2. SORTA, KINDA!
Eliminate the approximators, “sort of” and “kind of.” These words make you appear less than sure of your ideas. If you are less than sure, call it an approximation. Never use these approximators in this format, “I sort of think we should wait.” This is passive language. It shows weakness! If this is a habit of yours, determine if there is an environment where this language is appropriate. Monitor your usage of these phrases and eliminate the inappropriate usage. A true leader would never use such weak language.
3. Stop the stalling and clarifying!
“Basically…,” “My Point is…,” “What I’m Trying to Say is…” Reduce the use of stallers and clarifiers. The easiest way to annoy an audience is to tell them through your language usage that you were wasting their time prior to this point. Long-winded speakers without a point often use these phrases. Audiences tune out and become hostile when they hear them. Monitor your usage and abusage.
4. SCRAM GET!
Reduce the GET in your language! You sound like you have never seen a college entrance exam. GET is a rough word that lacks all finesse. It is neither a motivator nor a seller! Observe your speaking to determine if this is a habit of yours. By substituting other words for GET, you polish your image dramatically! Write down the phrases you use that involve GET. Write out alternatives for them. Post a note on your desk of your GET habits reminding you to substitute words like obtain, acquire, gather, find, and retrieve for GET.
5. Reduce the JUST Addiction
“I JUST thought it would be good to have a meeting.” “I JUST don’t think that’s right.” “I JUST thought I would add another point.” “It JUST doesn’t make sense.” What does the excess use of JUST signal? An excuse! I call it the whiney-excuse word. People who feel threatened or weak, use JUST. It is not the language of someone in a position of power.
6. Avoid Absolutes!
Do you prefer absolutes when conveying your ideas? “This software always works.” “That firm never executes on time.” When using absolutes, you are asking to be proved wrong. Substitute often for always and rarely for never. In sales professions, it may be appropriate to use absolutes. Telling a customer that “This price is often lower than competitors’ prices” will probably not give you the sale. If you are in sales, use absolutes sparingly so you do not diminish their weight.
7. Reduce Failure
Everyone makes mistakes, but the language experts know how to present them. Be cautious describing your failures or mistakes to others. Avoid the following words: wrong, mistake, and failure. Those are strong words that people can attach to their perception of you. Substitute those with: experienced growing pains, achieved limited success, misstep, mischaracterization, or fell short of expectations. Take some time to write out a plan for how you will handle your next misstep.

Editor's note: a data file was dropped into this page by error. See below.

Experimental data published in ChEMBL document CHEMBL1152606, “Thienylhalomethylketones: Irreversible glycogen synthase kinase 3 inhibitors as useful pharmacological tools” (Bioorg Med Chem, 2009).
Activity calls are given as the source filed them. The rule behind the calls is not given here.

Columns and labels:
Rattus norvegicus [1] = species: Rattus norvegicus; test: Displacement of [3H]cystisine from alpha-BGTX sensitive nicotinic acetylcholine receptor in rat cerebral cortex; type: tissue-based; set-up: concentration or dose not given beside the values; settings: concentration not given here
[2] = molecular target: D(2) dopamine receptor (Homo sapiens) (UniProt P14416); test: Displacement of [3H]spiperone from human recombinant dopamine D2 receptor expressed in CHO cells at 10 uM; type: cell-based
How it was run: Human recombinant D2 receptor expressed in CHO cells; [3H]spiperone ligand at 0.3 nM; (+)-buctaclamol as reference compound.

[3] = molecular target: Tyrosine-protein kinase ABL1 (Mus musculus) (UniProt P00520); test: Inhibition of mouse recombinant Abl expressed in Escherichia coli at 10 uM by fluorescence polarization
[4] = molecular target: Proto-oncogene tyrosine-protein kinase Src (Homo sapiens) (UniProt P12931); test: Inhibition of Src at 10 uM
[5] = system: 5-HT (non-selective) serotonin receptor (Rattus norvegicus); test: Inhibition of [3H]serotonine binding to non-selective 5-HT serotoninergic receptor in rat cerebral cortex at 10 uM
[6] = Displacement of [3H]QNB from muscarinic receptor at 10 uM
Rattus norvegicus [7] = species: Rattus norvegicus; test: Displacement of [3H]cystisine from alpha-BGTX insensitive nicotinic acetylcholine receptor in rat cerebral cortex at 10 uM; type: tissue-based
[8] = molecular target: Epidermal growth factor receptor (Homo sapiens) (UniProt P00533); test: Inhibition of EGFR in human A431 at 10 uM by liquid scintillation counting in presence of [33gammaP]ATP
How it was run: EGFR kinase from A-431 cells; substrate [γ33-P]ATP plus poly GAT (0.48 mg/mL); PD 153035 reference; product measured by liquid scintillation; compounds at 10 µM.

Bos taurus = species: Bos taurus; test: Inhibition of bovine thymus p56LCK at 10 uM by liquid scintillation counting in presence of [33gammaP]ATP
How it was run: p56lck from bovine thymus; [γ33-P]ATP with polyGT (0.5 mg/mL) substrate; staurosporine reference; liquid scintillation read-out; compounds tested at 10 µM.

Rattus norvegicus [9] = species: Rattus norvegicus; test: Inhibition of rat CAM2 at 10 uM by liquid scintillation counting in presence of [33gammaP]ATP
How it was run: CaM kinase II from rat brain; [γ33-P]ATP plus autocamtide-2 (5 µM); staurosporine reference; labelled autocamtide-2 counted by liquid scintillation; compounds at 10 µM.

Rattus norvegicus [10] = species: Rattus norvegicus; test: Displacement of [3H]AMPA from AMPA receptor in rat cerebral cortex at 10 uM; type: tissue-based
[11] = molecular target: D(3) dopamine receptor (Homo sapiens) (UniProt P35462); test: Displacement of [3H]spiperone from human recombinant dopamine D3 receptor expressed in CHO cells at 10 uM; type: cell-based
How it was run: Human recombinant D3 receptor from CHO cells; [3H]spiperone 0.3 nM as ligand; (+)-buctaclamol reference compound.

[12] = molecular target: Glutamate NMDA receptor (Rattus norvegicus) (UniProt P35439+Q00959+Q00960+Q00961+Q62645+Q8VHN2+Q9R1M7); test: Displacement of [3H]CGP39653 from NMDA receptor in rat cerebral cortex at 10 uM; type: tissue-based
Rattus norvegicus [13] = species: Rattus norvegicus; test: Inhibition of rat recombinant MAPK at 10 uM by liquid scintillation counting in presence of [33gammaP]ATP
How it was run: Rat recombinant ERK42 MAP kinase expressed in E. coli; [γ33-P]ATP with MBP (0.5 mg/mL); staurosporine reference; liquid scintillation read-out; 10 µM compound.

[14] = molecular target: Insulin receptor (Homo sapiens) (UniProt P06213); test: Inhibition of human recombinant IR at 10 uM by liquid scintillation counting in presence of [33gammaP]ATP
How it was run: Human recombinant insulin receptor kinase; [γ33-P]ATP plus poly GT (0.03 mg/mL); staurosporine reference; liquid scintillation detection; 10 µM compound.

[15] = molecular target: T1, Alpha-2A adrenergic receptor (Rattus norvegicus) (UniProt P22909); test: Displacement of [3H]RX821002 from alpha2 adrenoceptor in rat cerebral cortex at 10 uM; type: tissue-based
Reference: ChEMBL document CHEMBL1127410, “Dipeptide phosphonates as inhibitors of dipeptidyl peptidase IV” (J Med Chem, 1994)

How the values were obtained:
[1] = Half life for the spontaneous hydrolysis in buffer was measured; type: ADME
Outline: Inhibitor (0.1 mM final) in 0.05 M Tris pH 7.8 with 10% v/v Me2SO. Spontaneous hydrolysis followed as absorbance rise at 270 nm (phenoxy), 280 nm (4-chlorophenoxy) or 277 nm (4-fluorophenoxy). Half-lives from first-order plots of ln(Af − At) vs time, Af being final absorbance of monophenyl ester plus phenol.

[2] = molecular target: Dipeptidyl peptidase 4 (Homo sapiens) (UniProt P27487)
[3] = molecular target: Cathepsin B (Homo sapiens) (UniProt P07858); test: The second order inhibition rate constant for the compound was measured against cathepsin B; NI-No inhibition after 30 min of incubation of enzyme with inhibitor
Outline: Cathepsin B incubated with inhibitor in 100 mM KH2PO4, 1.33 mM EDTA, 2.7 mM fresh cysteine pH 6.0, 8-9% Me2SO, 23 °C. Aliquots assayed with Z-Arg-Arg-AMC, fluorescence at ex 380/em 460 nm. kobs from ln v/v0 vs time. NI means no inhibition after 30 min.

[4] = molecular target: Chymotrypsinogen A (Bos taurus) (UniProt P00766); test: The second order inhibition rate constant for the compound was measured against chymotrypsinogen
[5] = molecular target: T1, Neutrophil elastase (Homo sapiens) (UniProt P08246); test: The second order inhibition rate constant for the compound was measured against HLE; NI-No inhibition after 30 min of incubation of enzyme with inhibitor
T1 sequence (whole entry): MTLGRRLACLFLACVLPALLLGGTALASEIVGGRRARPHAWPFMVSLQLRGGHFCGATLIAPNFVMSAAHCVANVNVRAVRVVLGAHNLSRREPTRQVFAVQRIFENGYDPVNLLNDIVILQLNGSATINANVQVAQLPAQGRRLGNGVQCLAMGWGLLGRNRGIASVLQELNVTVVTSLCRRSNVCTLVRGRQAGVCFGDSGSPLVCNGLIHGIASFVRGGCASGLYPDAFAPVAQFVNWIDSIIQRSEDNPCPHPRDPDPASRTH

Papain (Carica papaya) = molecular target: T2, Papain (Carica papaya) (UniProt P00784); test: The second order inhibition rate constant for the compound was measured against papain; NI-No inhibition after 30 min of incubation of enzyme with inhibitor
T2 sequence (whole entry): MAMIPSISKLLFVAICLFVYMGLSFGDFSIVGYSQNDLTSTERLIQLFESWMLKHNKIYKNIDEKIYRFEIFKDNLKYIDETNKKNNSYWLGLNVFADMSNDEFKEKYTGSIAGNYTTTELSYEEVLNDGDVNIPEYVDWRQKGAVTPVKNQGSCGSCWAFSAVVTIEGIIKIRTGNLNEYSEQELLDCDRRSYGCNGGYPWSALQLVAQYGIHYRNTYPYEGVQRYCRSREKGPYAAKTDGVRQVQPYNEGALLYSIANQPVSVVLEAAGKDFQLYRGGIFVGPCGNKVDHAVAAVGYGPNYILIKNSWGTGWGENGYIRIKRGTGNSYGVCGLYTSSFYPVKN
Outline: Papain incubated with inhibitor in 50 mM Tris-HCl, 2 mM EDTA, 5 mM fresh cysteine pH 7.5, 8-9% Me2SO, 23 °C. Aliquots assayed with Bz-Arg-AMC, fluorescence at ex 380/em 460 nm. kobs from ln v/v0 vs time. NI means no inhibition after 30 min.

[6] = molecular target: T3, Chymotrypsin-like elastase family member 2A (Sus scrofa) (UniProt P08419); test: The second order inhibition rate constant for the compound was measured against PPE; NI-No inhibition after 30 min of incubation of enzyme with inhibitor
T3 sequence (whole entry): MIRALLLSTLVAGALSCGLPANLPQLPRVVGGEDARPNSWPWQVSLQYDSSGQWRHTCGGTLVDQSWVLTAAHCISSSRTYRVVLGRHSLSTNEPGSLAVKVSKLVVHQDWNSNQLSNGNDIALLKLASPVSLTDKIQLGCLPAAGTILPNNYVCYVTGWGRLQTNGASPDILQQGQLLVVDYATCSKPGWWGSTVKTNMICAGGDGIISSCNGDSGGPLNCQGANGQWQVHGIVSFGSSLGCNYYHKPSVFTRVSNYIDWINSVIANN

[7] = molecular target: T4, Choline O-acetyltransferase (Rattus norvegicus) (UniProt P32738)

8. Leave High School Slang Behind
“That sucks.” “That’s awesome.” “Cool!” “Wicked!” “Cheesy.” “What a tool!” “Like… no.” The older and more established you are, the more charming it is to use such phrases – but do it SPARINGLY. An older executive using “cool” can be charming. Otherwise, eliminate the slang of yesterday! A younger professional using high school slang will appear less than experienced, less than mature, and less than articulate. Find substitutes for your habit words!
9. Stop the Excessive MM-HM
Do you have the need to show your agreement and attention by excessive head bobbing and humming agreement? This is an acceptable tool at a minimum. However, as a habit, it is distracting and reduces your power. Using excessive agreement in conversation gives your power away! Although you are putting your colleague at ease, the colleague may become too comfortable with you. Put all this agreement energy in your eyes! That will show your colleague that he has your attention, but you will maintain the power in the conversation.
10. Stop bullying for support.
“Y’know?” “You know what I mean?” These are bullying phrases. People who abuse these phrases are seeking to gain instant support for poorly explained ideas. Instead of properly describing ideas or motivating others, these abusers care more about the ends versus the means. These people miss details and offend listeners who feel bullied into agreement. People who use these phrases tend to race through details and to lack patience and focus. This habit is an enormous turn-off to an audience.
Copyright Stephanie Bickel, Ltd.
Stephanie Bickel is an image consultant for Speak by Design. Private and group instruction is available for individuals, couples, and organizations interested in improving speech, presence, and creativity. Speak by Design offers courses for accent reduction, vocal development, power presence, team building, and stage fright. Visit www.speakbydesign.com for more information.